Newcastle City Council defends tree-chopping figures
A North East council has cut down almost 8,500 trees over the past three years - nearly twice as many as any other local authority in the UK.
Newcastle City Council felled 8,414 trees, ahead of Wiltshire with 4,778 and Edinburgh with 4,435.
The council said they are only cut "for good reason or necessity" with replanting schemes required in most cases.
Environmental campaigners called it "devastating" and "excessive".
The figures were obtained as part of a Freedom of Information request submitted by The Sunday Times.
The council said trees are only felled where they are dead, diseased or dangerous or because of new development projects.
The authority estimates there are 800,000 trees in the city and said Newcastle "has a proud collection of parks and open spaces".
"When trees are removed, the council plants at least one more, typically following a 2:1 replanting programme, though this itself is often exceeded," it said.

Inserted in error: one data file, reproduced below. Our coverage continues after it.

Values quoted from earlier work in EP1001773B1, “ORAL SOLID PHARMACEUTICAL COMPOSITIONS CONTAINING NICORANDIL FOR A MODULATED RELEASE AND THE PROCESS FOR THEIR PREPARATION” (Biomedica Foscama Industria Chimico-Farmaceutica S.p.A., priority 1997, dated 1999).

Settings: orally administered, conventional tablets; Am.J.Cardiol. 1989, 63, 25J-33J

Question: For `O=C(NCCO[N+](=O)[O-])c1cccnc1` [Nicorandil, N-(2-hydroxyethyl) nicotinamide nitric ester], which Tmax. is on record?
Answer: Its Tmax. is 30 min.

"At the Killingworth Road project, for example, some 500 trees and shrubs were removed but around 2,400 will be replanted."
Save Newcastle Wildlife coordinator Rachel Locke said: "This is devastating news.
"Tree cover in Newcastle is already well below the national average, which makes this loss all the more tragic.
"Newcastle is earmarked for another 19,000 houses by 2030 and this will likely see further loss of trees, hedgerows and green space."
The group has launched an online petition calling on the council to "reverse the harm caused by years of excessive tree felling".
The figures given to The Sunday Times revealed about 110,000 trees have been cut down nationally in three years.
In Sheffield, the council has been embroiled in a battle with protesters over plans to chop down up to 17,500 trees; there have been 3,529 felled since 2015.